We walked the half-marathon (13.1 miles) in Surfside, Texas yesterday. It’s unique in that the entire course is laid out on a beach. I’m too old and beat-up to run, and there were a few minor setbacks, so it took me about 4 and a half hours to finish. I was passed by a woman in a heavy leg brace and her dog, and later by a woman who was limping badly. My wife eventually had to drop out at the 7 mile point, and later walked two miles back to the finish line.
Outbound on the long second leg, this aid station was the half marathon 8 mile point, and the ground around it was literally carpeted in about a 50 yard radius with plastic and paper cups which participants had dropped as they passed. We momentarily were walking on crunchy plastic and paper cups instead of sand. The volunteers were all extremely helpful and supportive. They cleaned up the Cup Farm before I got back, so I didn’t get a picture of the mess.
This was one of the more dramatic sights at the event—a man running with an American flag on a heavy, fully rigged mast strapped to his back. I think I’ve heard about this story elsewhere, but I haven’t looked it up yet.
Here’s the increasingly welcome 12 mile marker, and the shot also gives an idea of the breadth and condition of the beach. I spent most of my time below the tide line where the sand was very smooth and firm, although it was a bit damp. The sand above the line had rollers in it which I found less comfortable. For a while, I thought someone was close behind me, until I realized that I was making a slight noise as I lifted my feet. I found later that every ridge in the soles of my shoes was filled with impacted sand. I probably experienced a variation on endorphin-induced euphoria at about this time, during which I may have considered an independent run for the Presidency. It blessedly cleared up quickly.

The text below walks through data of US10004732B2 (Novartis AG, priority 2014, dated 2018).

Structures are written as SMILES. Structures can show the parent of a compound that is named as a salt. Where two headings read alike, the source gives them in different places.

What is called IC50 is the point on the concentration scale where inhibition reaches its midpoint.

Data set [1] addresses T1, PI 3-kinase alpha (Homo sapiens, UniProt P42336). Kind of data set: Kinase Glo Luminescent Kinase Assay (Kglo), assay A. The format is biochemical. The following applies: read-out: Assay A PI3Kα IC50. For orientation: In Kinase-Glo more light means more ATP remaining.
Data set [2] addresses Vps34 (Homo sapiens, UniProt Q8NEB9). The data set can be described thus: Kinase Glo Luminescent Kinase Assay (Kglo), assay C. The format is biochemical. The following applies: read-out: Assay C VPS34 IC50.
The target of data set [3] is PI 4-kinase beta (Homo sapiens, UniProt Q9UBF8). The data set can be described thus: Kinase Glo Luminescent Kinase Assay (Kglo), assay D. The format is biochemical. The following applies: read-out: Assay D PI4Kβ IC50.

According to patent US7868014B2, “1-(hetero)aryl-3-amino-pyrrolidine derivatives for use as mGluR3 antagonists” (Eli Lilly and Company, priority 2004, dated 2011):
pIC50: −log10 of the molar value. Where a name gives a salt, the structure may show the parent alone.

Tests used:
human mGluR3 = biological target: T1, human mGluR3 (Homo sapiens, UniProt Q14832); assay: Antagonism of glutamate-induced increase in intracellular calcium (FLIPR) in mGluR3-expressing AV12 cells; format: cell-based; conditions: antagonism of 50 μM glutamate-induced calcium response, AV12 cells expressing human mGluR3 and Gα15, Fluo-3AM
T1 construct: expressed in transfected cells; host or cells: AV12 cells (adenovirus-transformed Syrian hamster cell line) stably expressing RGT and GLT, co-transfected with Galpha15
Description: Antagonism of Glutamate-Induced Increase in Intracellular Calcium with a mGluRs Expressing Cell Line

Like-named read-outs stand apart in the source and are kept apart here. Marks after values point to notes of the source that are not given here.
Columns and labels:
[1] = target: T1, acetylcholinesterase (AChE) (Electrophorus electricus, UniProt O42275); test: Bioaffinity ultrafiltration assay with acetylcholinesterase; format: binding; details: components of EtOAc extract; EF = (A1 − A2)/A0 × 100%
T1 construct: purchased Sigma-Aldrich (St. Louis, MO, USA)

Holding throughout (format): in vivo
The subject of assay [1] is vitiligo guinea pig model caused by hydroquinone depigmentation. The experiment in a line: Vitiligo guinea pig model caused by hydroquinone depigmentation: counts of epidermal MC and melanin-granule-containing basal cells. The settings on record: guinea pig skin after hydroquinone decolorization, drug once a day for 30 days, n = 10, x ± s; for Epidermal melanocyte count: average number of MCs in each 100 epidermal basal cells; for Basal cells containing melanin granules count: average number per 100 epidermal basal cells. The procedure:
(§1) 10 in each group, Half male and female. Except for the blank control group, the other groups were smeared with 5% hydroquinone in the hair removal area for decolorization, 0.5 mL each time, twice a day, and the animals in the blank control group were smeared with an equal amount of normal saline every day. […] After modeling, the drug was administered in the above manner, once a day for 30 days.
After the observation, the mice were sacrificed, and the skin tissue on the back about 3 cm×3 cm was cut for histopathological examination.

This would have been a shot of the 13 mile marker with the finish line behind it, but it isn’t very clear ( I couldn’t really see the viewfinder image in the phone in the sunlight). It is possible to make out the fog rolling in as I approached the finish. By the time I got my finish paraphenalia (finishers got a nice enameled pewter medal with a nautilus motif) and we climbed the 4 or 5 flights of stairs and ramps to the room where lunch was served, there was a solid wall of chilling fog outside. I still don’t think the fog had anything to do with my approach to the finish line, but certain people seemed to see it as more than a coincidence. As we left the event, I had to lean out the window to help my wife find the exit from the beach.
Next year, we will definitely use the regular start, as the early start seems to lead to a rather dismissive attitude from some of the race officials. Otherwise, it was a great event, and I haven’t actually started to really experience serious pain as a consequence—I think that’s for tomorrow.
I have been told that some of the apparent surliness on the part of the timing staff may have been due to some serious problems with the timing. Some preliminary reports suggest that some of the timekeeping records may have been misplaced or something. No wonder they just told me to check my watch. I guess I shouldn’t complain so much….